Saad's progress no surprise to his old coach

Saad's progress no surprise to his old coach
April 5, 2013, 4:00 pm
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For Greg Gilbert, Brandon Saad’s ascent in the Chicago Blackhawks’ organization isn’t a surprise. The Saginaw Spirit head coach saw what Saad could bring, first-hand, last season.

“He was a man playing against boys,” said Gilbert, who started coaching the Spirit in December of 2011.

It’s one more reason the Man-Child moniker makes sense.

Saad is turning in some stellar work during his rookie season with the Blackhawks, and he deserves Calder Trophy consideration because of it. Gilbert, the reigning OHL Coach of the Year said Saad, the Spirit’s captain last season, deserves it. And Saad’s gotten here after learning a very important lesson.

“One thing that Brandon had to overcome, going back to last season, was that he had to learn that, ‘You’re a man now.’ You have to force your will on other players and teams,” said Gilbert, whose 15-year NHL career included a few seasons with the Blackhawks. “Once he got that confidence, the results are speaking for themselves.”

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Saad scored his eighth goal of the season--and fourth goal in his last three games--in the Blackhawks’ 4-3 shootout loss to the St. Louis Blues on Thursday night. But Saad’s contributions can’t be measured in just his goals and 13 assists. His tenacity, ability and propensity to go into the hard areas have earned him a lot of attention. Saad has used his 6-foot-2, 211-pound frame well with all those aspects of his game.

“You can talk about his skill all day, how fearless he is in puck areas when there’s traffic and when guys check him, but he seems to come out with it every time,” captain Jonathan Toews said. “He’s one of those guys who’s determined to make a difference every night. He doesn’t want to just contribute every once in a while. He’s out there creating plays and says, ‘You know what? If no one else will do it, I’ll be the guy.’ You like to have a guy like that with that attitude.”

Gilbert said Saad had to work past the anxiety that the young forward, then 19 years old, understandably had when the Blackhawks called him up for the postseason last April.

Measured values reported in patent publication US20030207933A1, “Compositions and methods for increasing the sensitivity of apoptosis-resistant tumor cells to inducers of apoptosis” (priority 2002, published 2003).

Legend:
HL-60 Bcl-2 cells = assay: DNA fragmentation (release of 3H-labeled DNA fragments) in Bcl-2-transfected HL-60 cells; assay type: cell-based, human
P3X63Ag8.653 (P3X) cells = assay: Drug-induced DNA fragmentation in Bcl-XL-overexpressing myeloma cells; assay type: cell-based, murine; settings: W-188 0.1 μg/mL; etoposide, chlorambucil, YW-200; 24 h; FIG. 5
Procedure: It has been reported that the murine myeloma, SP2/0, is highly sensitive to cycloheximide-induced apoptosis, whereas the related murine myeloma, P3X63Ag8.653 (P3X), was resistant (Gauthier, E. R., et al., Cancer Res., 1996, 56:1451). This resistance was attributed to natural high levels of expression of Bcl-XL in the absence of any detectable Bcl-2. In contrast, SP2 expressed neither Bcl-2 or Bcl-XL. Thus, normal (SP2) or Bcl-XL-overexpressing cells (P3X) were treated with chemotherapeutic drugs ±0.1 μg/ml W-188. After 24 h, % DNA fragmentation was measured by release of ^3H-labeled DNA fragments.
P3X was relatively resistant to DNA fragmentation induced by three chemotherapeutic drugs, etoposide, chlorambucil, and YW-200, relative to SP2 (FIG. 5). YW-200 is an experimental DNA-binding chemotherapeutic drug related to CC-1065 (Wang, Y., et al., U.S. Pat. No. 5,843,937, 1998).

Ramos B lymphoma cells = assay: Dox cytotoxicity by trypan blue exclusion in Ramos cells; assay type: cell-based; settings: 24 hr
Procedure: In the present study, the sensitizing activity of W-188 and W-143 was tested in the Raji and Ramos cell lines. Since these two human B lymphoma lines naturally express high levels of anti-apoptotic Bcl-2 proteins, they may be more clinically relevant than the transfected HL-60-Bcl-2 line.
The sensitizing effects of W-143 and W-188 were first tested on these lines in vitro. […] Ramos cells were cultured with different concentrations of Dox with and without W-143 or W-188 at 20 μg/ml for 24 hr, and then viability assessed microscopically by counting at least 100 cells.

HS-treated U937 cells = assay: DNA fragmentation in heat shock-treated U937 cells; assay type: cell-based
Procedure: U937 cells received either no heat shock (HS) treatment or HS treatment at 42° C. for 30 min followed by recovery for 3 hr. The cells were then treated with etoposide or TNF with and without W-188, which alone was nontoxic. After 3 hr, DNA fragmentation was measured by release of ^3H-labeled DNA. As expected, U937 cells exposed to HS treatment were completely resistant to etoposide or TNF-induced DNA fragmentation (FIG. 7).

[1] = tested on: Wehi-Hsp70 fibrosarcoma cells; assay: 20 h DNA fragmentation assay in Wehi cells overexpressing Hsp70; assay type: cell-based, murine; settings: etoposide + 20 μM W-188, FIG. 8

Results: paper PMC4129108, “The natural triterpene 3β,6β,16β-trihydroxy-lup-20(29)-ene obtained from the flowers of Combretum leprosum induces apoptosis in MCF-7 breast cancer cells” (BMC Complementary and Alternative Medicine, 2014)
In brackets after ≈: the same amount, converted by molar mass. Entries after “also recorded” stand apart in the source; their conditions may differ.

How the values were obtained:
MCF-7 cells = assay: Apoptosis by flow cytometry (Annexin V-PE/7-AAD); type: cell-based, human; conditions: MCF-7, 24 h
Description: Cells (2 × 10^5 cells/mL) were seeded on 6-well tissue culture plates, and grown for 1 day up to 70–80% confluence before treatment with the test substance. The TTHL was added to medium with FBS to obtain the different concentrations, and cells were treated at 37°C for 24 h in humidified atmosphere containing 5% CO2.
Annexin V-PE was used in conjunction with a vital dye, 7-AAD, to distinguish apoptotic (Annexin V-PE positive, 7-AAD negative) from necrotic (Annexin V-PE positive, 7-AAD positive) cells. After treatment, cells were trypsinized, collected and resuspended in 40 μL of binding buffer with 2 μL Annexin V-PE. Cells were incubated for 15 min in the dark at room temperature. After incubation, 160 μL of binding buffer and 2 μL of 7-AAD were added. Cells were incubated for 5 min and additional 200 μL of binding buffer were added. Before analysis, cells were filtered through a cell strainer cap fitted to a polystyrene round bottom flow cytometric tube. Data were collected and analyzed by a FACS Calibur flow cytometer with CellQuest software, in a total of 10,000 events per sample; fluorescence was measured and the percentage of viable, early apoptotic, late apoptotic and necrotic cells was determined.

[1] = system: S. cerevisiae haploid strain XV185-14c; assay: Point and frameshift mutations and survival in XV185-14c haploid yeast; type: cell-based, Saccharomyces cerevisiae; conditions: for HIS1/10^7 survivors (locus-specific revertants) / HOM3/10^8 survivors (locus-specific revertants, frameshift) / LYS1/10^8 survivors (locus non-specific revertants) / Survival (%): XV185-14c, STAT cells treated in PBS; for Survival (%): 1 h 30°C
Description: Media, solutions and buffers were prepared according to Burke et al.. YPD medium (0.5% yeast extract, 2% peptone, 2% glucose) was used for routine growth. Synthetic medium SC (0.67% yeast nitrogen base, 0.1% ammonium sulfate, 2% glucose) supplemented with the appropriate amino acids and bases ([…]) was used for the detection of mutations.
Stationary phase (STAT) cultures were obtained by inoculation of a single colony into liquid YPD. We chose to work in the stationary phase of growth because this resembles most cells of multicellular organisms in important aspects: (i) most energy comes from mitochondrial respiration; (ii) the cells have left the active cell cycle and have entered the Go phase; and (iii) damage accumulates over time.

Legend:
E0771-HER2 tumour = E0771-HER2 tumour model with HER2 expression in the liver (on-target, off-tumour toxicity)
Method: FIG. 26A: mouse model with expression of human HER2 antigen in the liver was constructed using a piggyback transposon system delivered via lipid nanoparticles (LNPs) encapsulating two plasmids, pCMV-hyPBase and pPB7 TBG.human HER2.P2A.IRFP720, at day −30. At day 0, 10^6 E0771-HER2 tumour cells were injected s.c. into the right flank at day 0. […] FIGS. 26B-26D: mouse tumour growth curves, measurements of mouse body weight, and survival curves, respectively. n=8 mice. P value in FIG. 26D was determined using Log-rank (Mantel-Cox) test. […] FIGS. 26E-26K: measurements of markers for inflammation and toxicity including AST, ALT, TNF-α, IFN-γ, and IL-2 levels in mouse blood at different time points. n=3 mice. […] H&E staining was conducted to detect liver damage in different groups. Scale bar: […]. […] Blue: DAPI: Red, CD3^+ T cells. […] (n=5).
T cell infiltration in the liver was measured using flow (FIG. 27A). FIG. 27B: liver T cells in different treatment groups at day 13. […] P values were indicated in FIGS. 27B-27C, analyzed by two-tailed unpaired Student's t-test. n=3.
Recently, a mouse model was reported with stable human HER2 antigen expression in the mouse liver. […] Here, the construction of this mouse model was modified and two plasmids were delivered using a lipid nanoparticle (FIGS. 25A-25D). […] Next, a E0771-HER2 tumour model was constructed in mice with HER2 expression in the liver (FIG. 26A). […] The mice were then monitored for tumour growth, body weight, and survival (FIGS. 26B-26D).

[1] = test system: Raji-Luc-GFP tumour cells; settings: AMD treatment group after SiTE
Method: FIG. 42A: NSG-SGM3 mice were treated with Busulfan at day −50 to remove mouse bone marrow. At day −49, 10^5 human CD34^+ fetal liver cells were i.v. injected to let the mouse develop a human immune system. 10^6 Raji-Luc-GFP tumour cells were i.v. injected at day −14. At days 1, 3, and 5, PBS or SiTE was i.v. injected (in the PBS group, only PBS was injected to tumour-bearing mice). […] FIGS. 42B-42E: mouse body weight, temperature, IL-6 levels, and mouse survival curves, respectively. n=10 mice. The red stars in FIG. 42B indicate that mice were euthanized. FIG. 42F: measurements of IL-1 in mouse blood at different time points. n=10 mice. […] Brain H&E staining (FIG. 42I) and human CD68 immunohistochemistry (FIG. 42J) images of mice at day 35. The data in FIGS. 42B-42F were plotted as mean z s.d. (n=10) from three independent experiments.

“When he was called up at the end of the season, it’s the nerves and all that came into play because he was in the NHL. Now that he’s gotten a better grasp and knows what he has to do,” Gilbert said. “The big difference is playing to make a difference instead of hoping nothing bad happens. When a young guy has that change of mind and mentality, he’s going to be a good player. He had to overcome that hesitancy and that fear of playing at that level.”

Some seasoning in Rockford didn’t hurt. Saad played there during the lockout, and was the AHL’s Player of the Week when he got called up to participate in the Blackhawks’ abbreviated training camp. Like last season, he made the big club right out of camp. Unlike last season, he’s latched on in 2013 and made a lasting impact almost immediately.

“That was a leg up for him, because he was playing when other guys weren’t,” Gilbert said of Saad’s Rockford days. “It was great experience and probably an eye opener. Going from juniors to the pros of any level is a step up, and it was a good proving ground and test for him to see how he had to play. You have to raise your intensity and work ethic that much more. The time he spent down there was very beneficial to him.”

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The fears, apparently, have been overcome. Hence that “fearless” description Toews constantly gives him. Saad plays to make a difference. Perhaps that Rockford experience helped shake a lot of them, because they were absent once he came to Chicago. He’s grown up plenty in a short amount of time.

The Man-Child is more the first part of that nickname than the latter.

“It’s all the hard work he’s put into it that has gotten him to the spot he’s at now,” Gilbert said. “He’s on his own, and he’s having success.”